Li: "The funding makes it possible to support my students fully committed to research during the academic year. Both the students and I can attend more conferences to disseminate results to the research community and uphold the University’s research reputation. In addition, I can do community outreach to promote STEM education for K-12 students."
What outcomes do you expect to achieve after this five-year grant?
Li: "Besides publication and student mentoring, I would like to build a regional or national supported center of applied mathematics at UNC Charlotte."
Kevin McGoff, Mathematics and Statistics
NSF CAREER Project: “Stochastic Forward and Inverse Problems Involving Dynamical Systems”
$419,367 through 2024
Associate Professor of Mathematics Kevin McGoff analyzes dynamical systems, specifically addressing the interrelated questions about their behavior and what can be learned from observations of a dynamical system or group action. He anticipates that the theoretical tools produced by this research may be of broad use in informing inference methodology in fields such as geometric morphometrics, shape analysis and systems biology, and could advance understanding of important biological processes.
McGoff’s NSF CAREER project is expected to contribute to the education of students from middle school to university graduate level, in its engagement component. In particular, he looks forward to working with students from the UNC Charlotte Pre-College STEM Program.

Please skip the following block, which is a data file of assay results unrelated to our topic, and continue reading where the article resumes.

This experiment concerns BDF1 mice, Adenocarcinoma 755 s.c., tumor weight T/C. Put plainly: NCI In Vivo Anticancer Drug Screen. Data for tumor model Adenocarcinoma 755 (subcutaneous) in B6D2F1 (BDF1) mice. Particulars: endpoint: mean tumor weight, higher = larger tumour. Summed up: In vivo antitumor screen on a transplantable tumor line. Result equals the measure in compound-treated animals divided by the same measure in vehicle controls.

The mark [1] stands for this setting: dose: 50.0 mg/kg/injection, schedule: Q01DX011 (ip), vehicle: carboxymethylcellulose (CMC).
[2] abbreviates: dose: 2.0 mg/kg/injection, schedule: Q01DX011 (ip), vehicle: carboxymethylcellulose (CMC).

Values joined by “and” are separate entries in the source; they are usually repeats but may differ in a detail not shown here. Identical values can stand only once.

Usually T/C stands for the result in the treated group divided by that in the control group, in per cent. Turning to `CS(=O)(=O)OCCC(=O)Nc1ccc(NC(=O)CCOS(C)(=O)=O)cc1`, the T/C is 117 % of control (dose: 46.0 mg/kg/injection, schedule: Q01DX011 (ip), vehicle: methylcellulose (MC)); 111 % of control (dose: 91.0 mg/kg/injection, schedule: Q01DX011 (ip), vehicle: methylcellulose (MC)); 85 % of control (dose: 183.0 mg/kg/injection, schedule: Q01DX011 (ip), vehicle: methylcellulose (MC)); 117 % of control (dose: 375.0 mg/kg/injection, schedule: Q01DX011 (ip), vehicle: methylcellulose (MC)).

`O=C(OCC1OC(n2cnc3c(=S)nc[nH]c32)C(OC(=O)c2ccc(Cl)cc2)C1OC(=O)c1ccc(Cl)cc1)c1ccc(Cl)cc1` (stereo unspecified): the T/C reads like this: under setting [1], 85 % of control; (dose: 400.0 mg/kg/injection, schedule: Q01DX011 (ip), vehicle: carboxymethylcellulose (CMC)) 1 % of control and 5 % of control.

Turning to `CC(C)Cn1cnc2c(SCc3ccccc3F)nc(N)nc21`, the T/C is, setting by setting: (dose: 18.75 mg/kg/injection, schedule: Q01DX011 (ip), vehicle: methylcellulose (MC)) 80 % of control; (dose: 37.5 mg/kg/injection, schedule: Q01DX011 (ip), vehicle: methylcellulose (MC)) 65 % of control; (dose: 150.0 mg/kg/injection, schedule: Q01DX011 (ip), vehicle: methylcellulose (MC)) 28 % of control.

"Within the mathematical field of dynamical systems, I hope that my research will contribute to our understanding of typical behavior for chaotic systems," said McGoff. "At the same time, I really enjoy doing research with students. They bring energy, new ideas and fresh perspectives to the process. Not only do they make research more productive, but they also make it more fun."
What do you find fascinating about your field?
McGoff: "Since I learned about the mathematical study of dynamical systems as an undergraduate, I have found it very interesting that we can describe the behavior of very complex systems using the tools of mathematics."
How does collaborating with others affect your work and its outcomes?
McGoff: "I’ve had the chance to work with some outstanding researchers, and I am very grateful for that opportunity. In my collaborative research, many of the core ideas have arisen in the course of conversations and discussions. In my applied collaborations in particular, I simply could not conduct that research without the patience, understanding and domain expertise of my collaborators."